43 Peace Corps volunteers who will work on AIDS projects will arrive in Ethiopia on Sunday to start two-year postings. It is the first wave of Peace Corps personnel since the organization's departure in 1999 during a border war between Ethiopia and neighboring Eritrea.
The Peace Corps Africa director, Henry McKoy said that the organization has spent two years preparing for its return to Ethiopia. He said the return would not be affected by a bill passed by U.S. legislators on Tuesday requiring the Ethiopian government to improve its human rights record or risk losing substantial aid. The bill is not yet law.
McKoy said the return of the Peace Corps "gives us a chance to renew our partnership, to build on strong ties."
Ethiopia was one of the first countries to offer to host the Peace Corps after the organization was created in 1961 by President John F. Kennedy. Since the first wave arrived in 1962, more than 3,500 volunteers have worked in Ethiopia.
All the new volunteers, who range in age from 25 to 63, will work with the nation's health ministry on AIDS projects in villages in the country's western Oromia region and in its northern Amhara region.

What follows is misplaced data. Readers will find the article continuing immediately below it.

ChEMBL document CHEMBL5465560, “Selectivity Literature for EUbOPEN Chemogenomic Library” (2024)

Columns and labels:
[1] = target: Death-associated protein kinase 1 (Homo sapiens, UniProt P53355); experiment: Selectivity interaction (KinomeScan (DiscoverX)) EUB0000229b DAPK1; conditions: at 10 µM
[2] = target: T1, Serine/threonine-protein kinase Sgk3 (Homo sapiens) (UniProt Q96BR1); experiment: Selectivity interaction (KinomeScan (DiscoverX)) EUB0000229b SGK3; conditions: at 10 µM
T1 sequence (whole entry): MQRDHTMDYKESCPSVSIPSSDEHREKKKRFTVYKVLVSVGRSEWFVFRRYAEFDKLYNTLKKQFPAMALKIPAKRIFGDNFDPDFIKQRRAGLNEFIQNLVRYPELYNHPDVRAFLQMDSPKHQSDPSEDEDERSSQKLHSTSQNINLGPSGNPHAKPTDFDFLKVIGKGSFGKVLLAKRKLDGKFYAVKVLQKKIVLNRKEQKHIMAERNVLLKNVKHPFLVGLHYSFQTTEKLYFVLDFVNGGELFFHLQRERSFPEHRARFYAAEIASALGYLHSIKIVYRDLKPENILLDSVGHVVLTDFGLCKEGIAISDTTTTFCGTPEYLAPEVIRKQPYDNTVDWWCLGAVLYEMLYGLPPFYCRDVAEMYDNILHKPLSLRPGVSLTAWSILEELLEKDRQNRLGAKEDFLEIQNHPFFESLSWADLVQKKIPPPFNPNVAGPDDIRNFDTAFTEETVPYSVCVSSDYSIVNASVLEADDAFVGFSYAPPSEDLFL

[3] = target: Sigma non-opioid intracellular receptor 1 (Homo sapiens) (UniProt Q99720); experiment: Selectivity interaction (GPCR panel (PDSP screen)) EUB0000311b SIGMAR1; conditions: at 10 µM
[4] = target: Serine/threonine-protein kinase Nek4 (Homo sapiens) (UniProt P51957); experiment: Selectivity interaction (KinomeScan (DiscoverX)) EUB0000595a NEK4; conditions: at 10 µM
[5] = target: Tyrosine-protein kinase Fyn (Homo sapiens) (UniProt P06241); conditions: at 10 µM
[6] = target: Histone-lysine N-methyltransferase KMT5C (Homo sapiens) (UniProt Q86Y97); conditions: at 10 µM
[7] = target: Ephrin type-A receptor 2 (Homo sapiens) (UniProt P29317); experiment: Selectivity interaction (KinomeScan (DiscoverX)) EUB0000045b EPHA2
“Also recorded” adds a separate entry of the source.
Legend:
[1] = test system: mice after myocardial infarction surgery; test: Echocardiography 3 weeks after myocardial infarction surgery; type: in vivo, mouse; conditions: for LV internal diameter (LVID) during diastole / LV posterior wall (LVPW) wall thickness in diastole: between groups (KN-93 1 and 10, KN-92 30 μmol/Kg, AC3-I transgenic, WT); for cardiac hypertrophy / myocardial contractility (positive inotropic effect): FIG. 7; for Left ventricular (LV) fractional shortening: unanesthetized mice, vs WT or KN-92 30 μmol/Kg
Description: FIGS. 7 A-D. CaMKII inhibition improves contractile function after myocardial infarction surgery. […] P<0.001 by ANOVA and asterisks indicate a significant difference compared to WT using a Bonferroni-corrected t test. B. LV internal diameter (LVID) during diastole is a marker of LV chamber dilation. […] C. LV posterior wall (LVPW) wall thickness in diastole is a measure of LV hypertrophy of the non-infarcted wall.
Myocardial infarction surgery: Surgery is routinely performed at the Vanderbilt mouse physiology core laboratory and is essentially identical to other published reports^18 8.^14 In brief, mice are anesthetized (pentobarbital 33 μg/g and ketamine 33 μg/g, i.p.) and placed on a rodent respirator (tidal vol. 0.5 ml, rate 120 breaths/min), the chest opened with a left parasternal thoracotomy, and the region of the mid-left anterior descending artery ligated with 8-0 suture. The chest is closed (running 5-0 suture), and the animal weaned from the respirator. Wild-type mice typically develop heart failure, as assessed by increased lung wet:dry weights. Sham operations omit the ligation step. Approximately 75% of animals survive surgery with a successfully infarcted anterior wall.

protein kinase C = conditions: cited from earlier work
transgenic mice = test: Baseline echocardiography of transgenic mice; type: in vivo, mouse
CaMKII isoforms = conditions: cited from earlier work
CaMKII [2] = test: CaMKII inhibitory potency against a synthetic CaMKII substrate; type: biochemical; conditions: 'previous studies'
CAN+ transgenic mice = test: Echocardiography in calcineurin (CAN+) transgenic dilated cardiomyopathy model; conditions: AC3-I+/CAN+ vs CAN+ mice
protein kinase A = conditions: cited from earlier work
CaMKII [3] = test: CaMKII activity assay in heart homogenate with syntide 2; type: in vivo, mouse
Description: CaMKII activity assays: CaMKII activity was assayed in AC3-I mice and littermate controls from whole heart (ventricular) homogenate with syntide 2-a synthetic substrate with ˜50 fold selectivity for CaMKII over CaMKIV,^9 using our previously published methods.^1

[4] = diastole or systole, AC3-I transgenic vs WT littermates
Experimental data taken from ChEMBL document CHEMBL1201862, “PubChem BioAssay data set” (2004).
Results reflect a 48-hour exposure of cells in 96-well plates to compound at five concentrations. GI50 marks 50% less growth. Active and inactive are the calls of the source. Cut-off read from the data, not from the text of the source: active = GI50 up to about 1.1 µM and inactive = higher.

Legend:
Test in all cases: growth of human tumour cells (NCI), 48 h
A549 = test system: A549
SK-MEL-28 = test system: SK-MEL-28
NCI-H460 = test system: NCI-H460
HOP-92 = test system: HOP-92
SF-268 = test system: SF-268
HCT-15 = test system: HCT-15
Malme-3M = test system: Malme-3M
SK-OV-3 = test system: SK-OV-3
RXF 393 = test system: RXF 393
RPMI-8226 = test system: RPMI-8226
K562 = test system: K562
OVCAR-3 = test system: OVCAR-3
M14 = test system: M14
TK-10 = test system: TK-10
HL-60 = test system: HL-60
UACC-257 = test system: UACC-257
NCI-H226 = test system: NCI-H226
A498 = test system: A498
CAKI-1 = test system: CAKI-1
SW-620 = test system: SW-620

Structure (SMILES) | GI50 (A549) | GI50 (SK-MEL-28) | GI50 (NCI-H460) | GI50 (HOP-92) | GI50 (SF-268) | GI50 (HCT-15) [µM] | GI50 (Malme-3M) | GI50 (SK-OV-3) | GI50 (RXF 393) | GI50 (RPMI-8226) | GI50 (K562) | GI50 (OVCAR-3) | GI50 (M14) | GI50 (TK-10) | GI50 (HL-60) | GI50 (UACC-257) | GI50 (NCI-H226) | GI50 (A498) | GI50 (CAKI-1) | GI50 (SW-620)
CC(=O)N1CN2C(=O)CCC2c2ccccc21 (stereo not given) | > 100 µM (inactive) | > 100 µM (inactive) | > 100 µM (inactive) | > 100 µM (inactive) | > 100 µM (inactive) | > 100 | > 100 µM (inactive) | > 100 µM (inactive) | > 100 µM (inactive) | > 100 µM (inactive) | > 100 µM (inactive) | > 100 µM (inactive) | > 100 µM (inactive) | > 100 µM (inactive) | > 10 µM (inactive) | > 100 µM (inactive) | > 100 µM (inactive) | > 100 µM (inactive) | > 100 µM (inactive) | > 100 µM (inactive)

Africa is the Peace Corps largest hub of activity, with 2,800 volunteers in 25 countries making up more than a third of the Peace Corps worldwide volunteer force of 7,800.
When General Wesley Clark spoke about the famous list of seven Middle Eastern countries to be demolished in five consecutive years, he has done nothing but remark, for the last time, if there was any need, Washington's willingness to redesign the Middle East within a more general framework of global domination.